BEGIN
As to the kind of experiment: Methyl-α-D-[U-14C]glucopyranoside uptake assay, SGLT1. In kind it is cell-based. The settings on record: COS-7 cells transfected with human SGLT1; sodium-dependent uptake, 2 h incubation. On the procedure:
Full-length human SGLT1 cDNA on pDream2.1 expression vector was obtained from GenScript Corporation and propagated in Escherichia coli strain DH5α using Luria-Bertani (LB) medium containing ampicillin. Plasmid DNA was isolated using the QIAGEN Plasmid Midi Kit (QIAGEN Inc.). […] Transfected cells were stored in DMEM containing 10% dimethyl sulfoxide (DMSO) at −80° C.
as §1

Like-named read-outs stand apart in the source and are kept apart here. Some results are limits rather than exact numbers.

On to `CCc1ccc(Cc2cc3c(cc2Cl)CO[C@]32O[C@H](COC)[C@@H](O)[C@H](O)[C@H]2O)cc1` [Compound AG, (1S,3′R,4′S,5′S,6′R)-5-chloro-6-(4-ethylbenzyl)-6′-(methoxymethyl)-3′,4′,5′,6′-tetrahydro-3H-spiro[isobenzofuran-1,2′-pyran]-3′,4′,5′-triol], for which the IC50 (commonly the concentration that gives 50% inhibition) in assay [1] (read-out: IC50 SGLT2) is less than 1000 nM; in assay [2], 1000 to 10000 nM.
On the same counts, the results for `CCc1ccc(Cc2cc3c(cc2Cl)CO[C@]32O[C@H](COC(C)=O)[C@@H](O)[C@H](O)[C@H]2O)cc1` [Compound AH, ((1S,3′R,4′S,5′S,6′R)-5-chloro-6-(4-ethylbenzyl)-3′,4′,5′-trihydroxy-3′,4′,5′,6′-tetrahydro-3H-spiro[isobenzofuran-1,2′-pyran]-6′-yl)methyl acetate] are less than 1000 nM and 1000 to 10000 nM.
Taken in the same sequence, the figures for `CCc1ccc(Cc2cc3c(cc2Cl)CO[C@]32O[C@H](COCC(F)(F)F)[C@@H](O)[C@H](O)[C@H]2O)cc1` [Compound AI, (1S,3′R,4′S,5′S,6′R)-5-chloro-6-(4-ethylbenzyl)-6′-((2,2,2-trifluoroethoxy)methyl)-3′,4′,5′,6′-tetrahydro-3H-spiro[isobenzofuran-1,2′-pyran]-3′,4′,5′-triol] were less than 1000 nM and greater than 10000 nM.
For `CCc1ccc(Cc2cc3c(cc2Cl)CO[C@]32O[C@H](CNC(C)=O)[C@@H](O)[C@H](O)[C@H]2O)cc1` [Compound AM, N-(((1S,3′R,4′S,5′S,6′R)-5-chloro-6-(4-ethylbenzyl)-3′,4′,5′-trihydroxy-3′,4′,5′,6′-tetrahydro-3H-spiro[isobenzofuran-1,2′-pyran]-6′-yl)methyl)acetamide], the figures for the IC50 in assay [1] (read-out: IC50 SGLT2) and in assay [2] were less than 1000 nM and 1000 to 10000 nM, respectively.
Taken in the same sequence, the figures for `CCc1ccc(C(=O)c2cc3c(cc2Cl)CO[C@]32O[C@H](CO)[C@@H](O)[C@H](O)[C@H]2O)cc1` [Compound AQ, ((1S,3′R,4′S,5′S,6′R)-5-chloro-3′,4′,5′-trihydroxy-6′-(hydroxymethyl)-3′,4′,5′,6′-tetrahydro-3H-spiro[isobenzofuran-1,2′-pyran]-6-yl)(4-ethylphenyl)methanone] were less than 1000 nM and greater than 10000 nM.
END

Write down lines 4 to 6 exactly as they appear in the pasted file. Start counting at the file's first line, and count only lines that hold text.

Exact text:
Like-named read-outs stand apart in the source and are kept apart here. Some results are limits rather than exact numbers.

On to `CCc1ccc(Cc2cc3c(cc2Cl)CO[C@]32O[C@H](COC)[C@@H](O)[C@H](O)[C@H]2O)cc1` [Compound AG, (1S,3′R,4′S,5′S,6′R)-5-chloro-6-(4-ethylbenzyl)-6′-(methoxymethyl)-3′,4′,5′,6′-tetrahydro-3H-spiro[isobenzofuran-1,2′-pyran]-3′,4′,5′-triol], for which the IC50 (commonly the concentration that gives 50% inhibition) in assay [1] (read-out: IC50 SGLT2) is less than 1000 nM; in assay [2], 1000 to 10000 nM.
On the same counts, the results for `CCc1ccc(Cc2cc3c(cc2Cl)CO[C@]32O[C@H](COC(C)=O)[C@@H](O)[C@H](O)[C@H]2O)cc1` [Compound AH, ((1S,3′R,4′S,5′S,6′R)-5-chloro-6-(4-ethylbenzyl)-3′,4′,5′-trihydroxy-3′,4′,5′,6′-tetrahydro-3H-spiro[isobenzofuran-1,2′-pyran]-6′-yl)methyl acetate] are less than 1000 nM and 1000 to 10000 nM.